Government records obtained by American Oversight show that officials at the U.S. Fish and Wildlife Service (USFWS) have concerns about the potential environmental impact of President Trump’s proposed all along the U.S.-Mexico border.
The documents – which are part of an internal USFWS analysis related to the Secure Fence Act of 2006 – include an internal analysis which found that a border wall would cause “serious, and likely irreparable” damage to wildlife refuges in the Rio Grande Valley.
The analysis describes how a border wall and stepped up enforcement activity could affect 60-70% of the Lower Rio Grande Valley National Wildlife Refuge (NWR and could have a significant impact on the Santa Ana NWR. In the process, the wall would undo more than $80 million in investments by the USFWS over 35 years to stabilize the ecosystems.
While the wildlife refuges were largely untouched by the Bush-era program, a 2017 email from the manager of the Lower Rio Grande Valley NWR notes that “many of the concerns will be the same” with the present plans for a border wall.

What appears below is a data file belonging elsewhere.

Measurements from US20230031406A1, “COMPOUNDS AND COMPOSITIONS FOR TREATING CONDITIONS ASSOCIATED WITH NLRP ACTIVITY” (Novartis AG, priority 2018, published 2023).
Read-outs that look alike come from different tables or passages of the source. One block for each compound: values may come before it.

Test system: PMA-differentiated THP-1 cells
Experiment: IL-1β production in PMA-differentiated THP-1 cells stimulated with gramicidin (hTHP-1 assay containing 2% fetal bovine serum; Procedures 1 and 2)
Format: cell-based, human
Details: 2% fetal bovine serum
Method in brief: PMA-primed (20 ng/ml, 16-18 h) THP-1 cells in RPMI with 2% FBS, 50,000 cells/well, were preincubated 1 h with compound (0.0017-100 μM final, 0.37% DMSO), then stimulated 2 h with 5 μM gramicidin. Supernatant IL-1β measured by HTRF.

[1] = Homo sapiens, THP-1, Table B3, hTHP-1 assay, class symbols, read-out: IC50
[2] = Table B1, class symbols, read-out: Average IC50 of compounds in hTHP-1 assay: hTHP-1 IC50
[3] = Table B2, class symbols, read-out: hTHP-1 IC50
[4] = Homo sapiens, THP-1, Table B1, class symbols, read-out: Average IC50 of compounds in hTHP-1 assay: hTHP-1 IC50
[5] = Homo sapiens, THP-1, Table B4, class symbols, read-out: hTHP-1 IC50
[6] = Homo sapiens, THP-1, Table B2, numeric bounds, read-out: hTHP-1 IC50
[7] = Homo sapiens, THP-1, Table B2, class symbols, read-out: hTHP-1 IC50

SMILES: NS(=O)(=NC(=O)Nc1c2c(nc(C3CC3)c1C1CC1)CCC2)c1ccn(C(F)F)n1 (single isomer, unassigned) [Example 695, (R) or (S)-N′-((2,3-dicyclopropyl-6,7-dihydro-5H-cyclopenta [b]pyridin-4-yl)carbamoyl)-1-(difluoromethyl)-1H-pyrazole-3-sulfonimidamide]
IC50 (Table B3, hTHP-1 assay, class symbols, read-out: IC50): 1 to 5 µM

Customs and Border Protection (CBP) has indicated that these sections of the border wall will be among the first constructed.
American Oversight submitted a FOIA request to USFWS on April 27th for documents detailing the environmental impact of the proposed border wall as part of its Audit the Wall project.
Statement from American Oversight Executive Director Austin Evers:
“As the Trump administration barrels ahead with the border wall – even threatening to shut down the government if Congress doesn’t fund it – they’ve told the American people shockingly little about how much it will cost, what it will look like, and how it will affect communities along the border. These long-buried documents from inside the government show explicitly that, contrary to the White House’s spin, a border wall will devastate wildlife refuges in the Rio Grande Valley and undo tens of millions of dollars of investments in protecting vulnerable habitats.”
Part of Investigation: